►1979 — (Jan. 25) — The Manila-Takatsuki Sister City Pact was signed on Jan. 25, 1979. Takatsuki was the fief governed by Takayama for over 13 years. Here, he converted 18,000 of the castletown’s 20,000 inhabitants to Christianity. Since 1979, all Manila Mayors – Mayor Ramon S. Bagatsing (1972-1988); Mayor Gemiliano “Mel” Lopez (Appt. 1986-1987; elected 1988-1992); Mayor Alfredo S. Lim (1992-1998; 2007-2013); Mayor Jose “Lito” Atienza (1998-2007), and Mayor Joseph “Erap” Estrada (2013-2019) — have laid floral wreaths at the Takayama Memorial to commemorate Philippine-Japanese Friendship.
►1992 — (Nov. 17) – Takayama Memorial was recognized – and listed — as a National Monument by the National Historical Commission of the Philippines (NHCP).
►1994 — (June 8) — The Roman Catholic Church declares the Christian Samurai, Justo Takayama Ukon, as a “Servant of God” — the first step to sainthood.
►2014 – (July 14) — CBCJ submits a revised “Positio” about the Servant of God, Justo Takayama Ukon to the Congregation for the Causes of Saints – this time, as a Martyr.
►2016 – (Jan. 21) – Pope Francis issues a Decree of Martyrdom for the Servant of God, Justo Takayama, recognizing that although he died in bed surrounded by his family, he had died a Martyr. The Jesuit Postulator-General, Fr. Anton Witwer, SJ, who presented the “Cause of Takayama” before the Congregation for the Causes of Saints, pointed out: “Since Takayama died in exile, because of the weakness caused by the maltreatments he suffered in his homeland, the process for beatification is that of a martyr.”
►2017 – (Feb. 7) – Beatification of Justo Takayama Ukon in Osaka, by the Congregation for the Causes of Saints.
►2017 — (March 28) — Second Takayama statue is installed and blessed at University of Santo Tomas (UST) — at the entrance of the Thomas Aquinas Research Complex (TARC), home of the UST Graduate School, which has been the center of Takayama Studies since 1989.
►2017 – (Dec. 21) — On the 403rd anniversary of Lord Takayama’s arrival in Manila in 1614, the first altar-size statue is installed at the Paco Catholic Church. The first Catholic church made of nipa was built by Franciscan missionaries in 1580 for Japanese expatriates. The swampy settlement had no name but as ‘Paco’ or ‘Paquito’ were the diminutives for Francisco, Paco became the name of the district. The present church was reconstructed from the ruins of World War II (1942-1945).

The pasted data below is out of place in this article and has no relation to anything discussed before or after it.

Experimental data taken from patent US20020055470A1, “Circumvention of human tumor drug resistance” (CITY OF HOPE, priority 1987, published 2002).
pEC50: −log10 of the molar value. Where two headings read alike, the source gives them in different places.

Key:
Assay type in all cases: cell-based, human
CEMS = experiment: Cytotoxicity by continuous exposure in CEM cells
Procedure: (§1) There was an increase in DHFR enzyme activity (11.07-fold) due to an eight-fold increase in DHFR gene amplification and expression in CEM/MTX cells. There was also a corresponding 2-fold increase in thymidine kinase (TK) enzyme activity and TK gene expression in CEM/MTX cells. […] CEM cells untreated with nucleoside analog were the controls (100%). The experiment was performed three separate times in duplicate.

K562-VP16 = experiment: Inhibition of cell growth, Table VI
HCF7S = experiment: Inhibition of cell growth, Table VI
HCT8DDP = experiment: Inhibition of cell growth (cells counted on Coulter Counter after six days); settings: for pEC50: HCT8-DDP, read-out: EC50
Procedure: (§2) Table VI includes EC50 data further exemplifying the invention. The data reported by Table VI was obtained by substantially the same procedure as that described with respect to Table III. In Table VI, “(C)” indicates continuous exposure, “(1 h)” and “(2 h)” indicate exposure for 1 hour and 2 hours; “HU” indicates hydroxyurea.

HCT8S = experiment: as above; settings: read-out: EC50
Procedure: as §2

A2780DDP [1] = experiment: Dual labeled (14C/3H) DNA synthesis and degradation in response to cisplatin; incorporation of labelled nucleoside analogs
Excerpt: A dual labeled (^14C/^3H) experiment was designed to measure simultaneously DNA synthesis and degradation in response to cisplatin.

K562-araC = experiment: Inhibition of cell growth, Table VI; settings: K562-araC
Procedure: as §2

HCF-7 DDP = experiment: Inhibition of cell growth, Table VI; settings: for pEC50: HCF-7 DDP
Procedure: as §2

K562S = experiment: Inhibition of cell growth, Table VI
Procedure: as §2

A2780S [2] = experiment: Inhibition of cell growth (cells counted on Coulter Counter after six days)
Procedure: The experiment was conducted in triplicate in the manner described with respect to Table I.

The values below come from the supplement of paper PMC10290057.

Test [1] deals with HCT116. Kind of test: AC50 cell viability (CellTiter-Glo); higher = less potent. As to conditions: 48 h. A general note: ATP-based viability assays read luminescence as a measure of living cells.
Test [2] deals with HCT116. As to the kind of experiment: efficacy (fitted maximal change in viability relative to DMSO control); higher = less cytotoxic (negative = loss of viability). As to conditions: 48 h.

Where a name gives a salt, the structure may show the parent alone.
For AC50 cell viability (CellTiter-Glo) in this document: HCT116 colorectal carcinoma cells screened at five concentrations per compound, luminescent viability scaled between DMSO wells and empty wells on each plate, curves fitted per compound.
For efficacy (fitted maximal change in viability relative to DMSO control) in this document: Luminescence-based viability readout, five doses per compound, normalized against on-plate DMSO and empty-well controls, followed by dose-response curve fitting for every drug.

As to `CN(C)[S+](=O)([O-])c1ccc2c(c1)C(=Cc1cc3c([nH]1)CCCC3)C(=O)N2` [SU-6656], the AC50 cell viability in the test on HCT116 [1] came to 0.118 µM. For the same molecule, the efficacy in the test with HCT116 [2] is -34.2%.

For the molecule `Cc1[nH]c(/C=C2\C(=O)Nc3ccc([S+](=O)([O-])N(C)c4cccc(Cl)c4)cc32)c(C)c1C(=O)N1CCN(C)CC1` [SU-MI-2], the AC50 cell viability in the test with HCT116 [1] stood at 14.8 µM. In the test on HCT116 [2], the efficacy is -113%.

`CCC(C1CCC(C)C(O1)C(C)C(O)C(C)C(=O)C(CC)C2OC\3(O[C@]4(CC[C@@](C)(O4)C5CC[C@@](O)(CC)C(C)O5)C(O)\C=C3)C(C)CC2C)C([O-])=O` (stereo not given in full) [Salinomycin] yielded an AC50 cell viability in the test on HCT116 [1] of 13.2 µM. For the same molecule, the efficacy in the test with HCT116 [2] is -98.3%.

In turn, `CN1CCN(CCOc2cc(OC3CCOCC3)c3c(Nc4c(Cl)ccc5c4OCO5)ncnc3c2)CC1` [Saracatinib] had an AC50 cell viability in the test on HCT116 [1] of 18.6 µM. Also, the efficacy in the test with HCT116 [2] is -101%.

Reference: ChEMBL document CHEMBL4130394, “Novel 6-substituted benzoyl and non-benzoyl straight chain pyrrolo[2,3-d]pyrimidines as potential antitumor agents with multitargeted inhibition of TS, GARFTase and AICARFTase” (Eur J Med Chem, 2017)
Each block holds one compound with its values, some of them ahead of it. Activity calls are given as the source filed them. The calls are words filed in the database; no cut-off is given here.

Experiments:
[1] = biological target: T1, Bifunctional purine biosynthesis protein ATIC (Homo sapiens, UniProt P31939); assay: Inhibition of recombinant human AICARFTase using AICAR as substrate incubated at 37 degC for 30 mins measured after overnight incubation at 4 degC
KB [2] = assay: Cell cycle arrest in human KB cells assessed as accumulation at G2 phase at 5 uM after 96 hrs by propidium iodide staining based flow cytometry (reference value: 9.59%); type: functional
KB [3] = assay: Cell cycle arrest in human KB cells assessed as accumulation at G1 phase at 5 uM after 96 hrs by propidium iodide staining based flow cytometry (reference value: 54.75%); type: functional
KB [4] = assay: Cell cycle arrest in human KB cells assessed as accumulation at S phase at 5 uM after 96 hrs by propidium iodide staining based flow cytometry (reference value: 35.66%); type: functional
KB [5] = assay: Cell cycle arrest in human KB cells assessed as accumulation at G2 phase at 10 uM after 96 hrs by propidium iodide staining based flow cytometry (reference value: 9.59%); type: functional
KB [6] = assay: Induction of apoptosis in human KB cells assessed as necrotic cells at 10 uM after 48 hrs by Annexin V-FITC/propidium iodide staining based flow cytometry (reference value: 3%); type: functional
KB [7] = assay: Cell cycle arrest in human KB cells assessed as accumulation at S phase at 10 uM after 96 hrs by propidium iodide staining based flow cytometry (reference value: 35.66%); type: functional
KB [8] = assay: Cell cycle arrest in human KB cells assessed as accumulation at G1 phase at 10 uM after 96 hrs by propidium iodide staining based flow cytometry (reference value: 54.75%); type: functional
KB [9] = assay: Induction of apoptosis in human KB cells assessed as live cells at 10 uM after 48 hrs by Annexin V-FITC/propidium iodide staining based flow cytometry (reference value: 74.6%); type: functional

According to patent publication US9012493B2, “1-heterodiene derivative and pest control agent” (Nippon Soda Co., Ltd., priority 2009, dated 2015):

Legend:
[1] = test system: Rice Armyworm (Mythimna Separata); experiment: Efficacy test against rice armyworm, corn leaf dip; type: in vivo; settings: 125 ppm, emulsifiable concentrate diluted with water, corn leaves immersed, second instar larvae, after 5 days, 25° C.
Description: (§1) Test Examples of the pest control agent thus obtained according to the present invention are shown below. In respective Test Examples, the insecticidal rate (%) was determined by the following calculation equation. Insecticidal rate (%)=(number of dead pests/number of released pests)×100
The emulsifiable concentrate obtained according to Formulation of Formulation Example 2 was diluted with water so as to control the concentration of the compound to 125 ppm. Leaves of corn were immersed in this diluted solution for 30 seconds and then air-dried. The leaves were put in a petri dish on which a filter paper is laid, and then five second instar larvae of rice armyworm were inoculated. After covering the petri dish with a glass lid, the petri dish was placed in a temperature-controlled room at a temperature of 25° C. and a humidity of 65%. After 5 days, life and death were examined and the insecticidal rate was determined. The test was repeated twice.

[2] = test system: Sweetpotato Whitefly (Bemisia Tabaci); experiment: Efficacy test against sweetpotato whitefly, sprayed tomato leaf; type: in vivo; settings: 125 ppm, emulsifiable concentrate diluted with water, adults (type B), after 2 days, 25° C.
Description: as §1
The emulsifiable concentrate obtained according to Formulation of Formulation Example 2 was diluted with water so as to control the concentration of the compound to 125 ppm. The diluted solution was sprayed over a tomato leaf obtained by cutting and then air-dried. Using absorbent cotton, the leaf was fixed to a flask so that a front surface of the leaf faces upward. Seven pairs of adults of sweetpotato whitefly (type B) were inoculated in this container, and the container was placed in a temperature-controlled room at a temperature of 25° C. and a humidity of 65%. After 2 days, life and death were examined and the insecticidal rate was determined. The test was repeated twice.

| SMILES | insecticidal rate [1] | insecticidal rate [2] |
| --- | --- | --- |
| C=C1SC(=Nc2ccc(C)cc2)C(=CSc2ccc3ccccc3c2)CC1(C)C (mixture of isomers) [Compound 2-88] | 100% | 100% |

(On February 7, 2012, the Paco Catholic Church was designated as “Pro-Cathedral of the Archdiocese of Manila” until the structural renovations of Manila Cathedral-Basilica of the Immaculate Conception were completed on April 9, 2014.)
►2018 – (Feb. 3) — FIRST FEASTDAY for Blessed Takayama. The liturgical calendar of the Roman Catholic Church designates February 3 as Ukon’s feastday – not only in the Philippines and Japan, but throughout the Catholic world. ◘
Dr. Ernie A. de Pedro
Lord Takayama Jubilee Foundation
►Dr. Ernie A. de Pedro, Takayama Managing Trustee, has surveyed the current status of the Takayama Memorial, and found the statue tightly wrapped in industrial tape and caged in a steel frame with wire-mesh to shield it from construction debris.
Though three Takayama devotees – Dr. E. A. de Pedro, Raquel Calma Nakayama, of Star Travel, and Teresa Cabigas (who all attended the Takayama Beatification Rites in Osaka on Feb. 7, 2017) — were prepared to drape garlands on Blessed Takayama on Nov. 17, the operation was deemed by project supervisors as too cumbersome to implement.
Another day will come! – when the situation at the Metro Manila Skyway Stage 3 project (MMSS-3 Project) clears up.
IN THE HISTORICAL CALENDAR – FRIDAY, NOV. 17, 2017:
►Marks the 40th anniversary of the establishment of the Philippines-Japan Friendship Park at Plaza Dilao on Nov. 17, 1977.
►Marks the 25th (Silver) anniversary of the proclamation of the Takayama Memorial as a National Monument by the National Historical Commission of the Philippines (NHCP) on Nov. 17, 1992.
►2017 marks the 425th year of the founding of the “Dilao” settlement in 1592 as the first ‘Japantown’ in the Philippines (originally at the area now occupied by Manila City Hall — next door to the sprawling Chinese “Parian” which was located at the Metropolitan Theater area).
►2017 marks the 255th year of the fourth relocation of the Japanese “nihon-machi” to its present site (at Paco Railway Station) in 1762. ◘
►As Japanese pilgrims – visiting a Philippines to which their Japanese forebears had been deported four centuries ago – discovered there were many places in Manila associated with the Japanese Christian exiles who left Japan in 1614, they wanted permanent markers so future generations will know – before the fast pace of infrastructure development erases them from the map.
The best places for markers are in the grounds of Catholic churches associated with the Japanese Christians. The first such marker was installed at the San Marcelino Church (St. Vincent de Paul Church), on San Marcelino St., Manila
Text on the Plaque Was Both in English and Japanese
The ‘Balete Marker’ reads: “FIRST JAPANESE CHRISTIAN COMMUNITY – The barrio of Balete, along the Estero de Balete, was officially designated as a ‘Japantown’ in 1601 to accommodate hundreds of Japanese who had been settled in Dilao town since 1592.” [We do not know where 1601 came from.]
The marker was commissioned by Ryohei Fujimoto, a staunch Catholic from Kyoto who funded several scholarships for Filipino students – under the Pre-Evangelization Program (PEP) of Fr. Toru Albert Nishimoto, CSsR (1933 – Aug. 21, 2010), the first Japanese priest to join the Redemptorists.